Pamela Page is one of those supremely talented plantswomen who can knock together a lavender parterre and then pen an inspiring piece about gardening in almost the same breath. A self-taught landscape designer (as many of the best gardeners are), she and her husband purchased an 18th century farmhouse in southern Connecticut – which seems to be something of a hothouse for talented horticulturalists (Bunny Williams' famous garden is also in the same part of the country) – and then embarked on an ambitious plan to restore the property. Ten years later, she has created a spectacular space that is so productive, she often sells the excess produce out of the back of her Mercedes each week.
I love the fact that she's happy to use her Merc as a luxury mobile wheelbarrow, but what I love more is that she calls gardening "sexy". She also uses the words 'spiritual', 'whimsical', 'healthy', and 'fun'. I have to say, I like Ms Page. She sounds like a gardener to love.
Recently, I discovered a piece that Pamela wrote about gardening for the Huffington Post – which you can find here: Why I Garden. I was so moved by it, I thought I'd compile my own little list. I'm not as erudite as Pamela Page (far, far from it), but I still hope it inspires some of you to take up this wonderfully therapeutic activity at some stage of your lives.
WHY I GARDEN...
I garden because it's procrastination disguised as a spade. Plus, you can hide in a garden –whether with a digging fork or a good book – and no one will ever know you're there! But if you're cooking raspberry tarts in the kitchen or watching Oprah re-runs in the living room, you have no excuse for your pathetic lack of productivity.
I garden because it's cheap therapy. If I'm mad I can go out to the potager and stick a rake in a weed's heart. Or do something unmentionable to a slug.
I garden because it's great exercise. Pulling up weeds, shovelling soil or hauling bundles of leaves to the compost heap is almost as exhausting as doing a spin class.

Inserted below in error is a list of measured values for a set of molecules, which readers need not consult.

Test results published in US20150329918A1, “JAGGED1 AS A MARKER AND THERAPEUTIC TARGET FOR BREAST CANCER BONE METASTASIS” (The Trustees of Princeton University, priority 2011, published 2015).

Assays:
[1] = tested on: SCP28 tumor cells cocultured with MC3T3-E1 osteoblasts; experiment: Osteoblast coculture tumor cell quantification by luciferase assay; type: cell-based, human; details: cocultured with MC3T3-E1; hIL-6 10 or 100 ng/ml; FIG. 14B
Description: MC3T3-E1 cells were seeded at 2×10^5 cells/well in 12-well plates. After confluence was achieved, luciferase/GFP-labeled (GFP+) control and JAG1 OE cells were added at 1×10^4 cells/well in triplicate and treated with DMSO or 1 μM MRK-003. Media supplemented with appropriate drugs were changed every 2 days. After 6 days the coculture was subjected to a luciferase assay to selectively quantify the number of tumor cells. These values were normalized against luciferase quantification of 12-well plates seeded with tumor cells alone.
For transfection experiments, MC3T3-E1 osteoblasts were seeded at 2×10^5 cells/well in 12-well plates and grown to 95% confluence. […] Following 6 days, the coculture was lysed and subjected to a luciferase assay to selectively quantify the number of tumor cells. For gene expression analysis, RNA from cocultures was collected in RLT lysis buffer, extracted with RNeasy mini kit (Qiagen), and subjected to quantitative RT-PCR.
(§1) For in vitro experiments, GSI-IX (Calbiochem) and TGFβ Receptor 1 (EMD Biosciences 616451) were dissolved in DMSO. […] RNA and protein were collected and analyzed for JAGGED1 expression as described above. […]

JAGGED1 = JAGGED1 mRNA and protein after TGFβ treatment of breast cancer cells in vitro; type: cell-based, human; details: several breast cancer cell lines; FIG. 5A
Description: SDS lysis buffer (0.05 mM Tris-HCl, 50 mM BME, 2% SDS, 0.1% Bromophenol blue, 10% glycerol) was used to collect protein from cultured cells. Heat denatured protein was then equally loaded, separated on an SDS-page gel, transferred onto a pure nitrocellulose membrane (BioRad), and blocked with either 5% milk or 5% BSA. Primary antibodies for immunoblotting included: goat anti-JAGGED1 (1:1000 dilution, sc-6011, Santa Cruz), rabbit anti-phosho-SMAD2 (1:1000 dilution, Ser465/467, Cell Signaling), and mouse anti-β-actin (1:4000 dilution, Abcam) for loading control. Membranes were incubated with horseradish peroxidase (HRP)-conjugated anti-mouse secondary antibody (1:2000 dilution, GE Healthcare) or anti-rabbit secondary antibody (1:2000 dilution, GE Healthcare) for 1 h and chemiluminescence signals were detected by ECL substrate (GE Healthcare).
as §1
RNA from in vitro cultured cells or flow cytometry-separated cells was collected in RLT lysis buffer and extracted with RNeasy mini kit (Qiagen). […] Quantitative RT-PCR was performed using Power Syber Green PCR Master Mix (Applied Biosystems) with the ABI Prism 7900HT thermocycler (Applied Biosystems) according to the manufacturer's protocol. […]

I garden because – like a relationship – it takes effort, hard work and lots of love to reap rewards. It won't grow if you don't give it life.
I garden because there is nothing better than wandering out at twilight to pick some fresh rosemary for the roast lamb, or plucking a just-ripe lemon to slice for your evening G&T.
I garden because I like sticking up for the underdog. While some horticultural snobs prefer the posher produce – such as the Purple Podded Dutch thingamebob (apparently it's the Elle Macpherson of beans) – I'm happy to support the little fellas. Such as the good old-fashioned radish.
I garden because it is not for poseurs or pretentious souls. It doesn't matter whether you own a late-model Merc or a McLaren F1, whether you went to Harvard or the Sorbonne, or whether you wear head-to-toe Chanel or haute couture. If you can't grow a squash or some other simple thing, you're not going to last very long.
I garden to be surprised. A new-spring hyacinth one day. A perfect pink summer peony the next.
I garden because even the unwanted flowers are beautiful. (Japanese anemones grow like weeds where we live. But oh – what beautiful weeds they are!)
I garden because it's a living painting. And you get to be Monet for a day. (Or longer, if you're lucky.)
I garden to smell the scent of jasmine on a beautiful spring morning.
I garden because, even though I don't know the Latin names of plants ("what's that pink thingy called" is my oft-repeated phrase at our local nursery), and I often mispronounce names (Pittosporum is such a silly word anyway), the Latin Set still forgive me.
I garden in order to be enthralled by heirloom seeds. Such as Listada di Gandia. And Bohemian Pumpkins.
I garden because there are few things more entrancing than a hand-drawn garden plan.
I garden because it's humbling. Mother Nature is a wicked boss. You can spend a day preparing a lawn and then a heat wave will hit. You can spend a weekend planting an avenue of pears and then a disease will float in on some foul wind. And you can spend a month digging out a potager and planting all your beloved vegetables, only to find there's not enough sun in that spot to grow even a spinach leaf.
I garden because if you try being a little rebellious, it won't work. (For example, just try ignoring your mother's advice and growing that Japanese wisteria or Robinia Casque Rogue and see how much it overtakes the house.)
I garden because there is nothing more spectacular in the world, in my opinion, that the Chelsea Flower Show.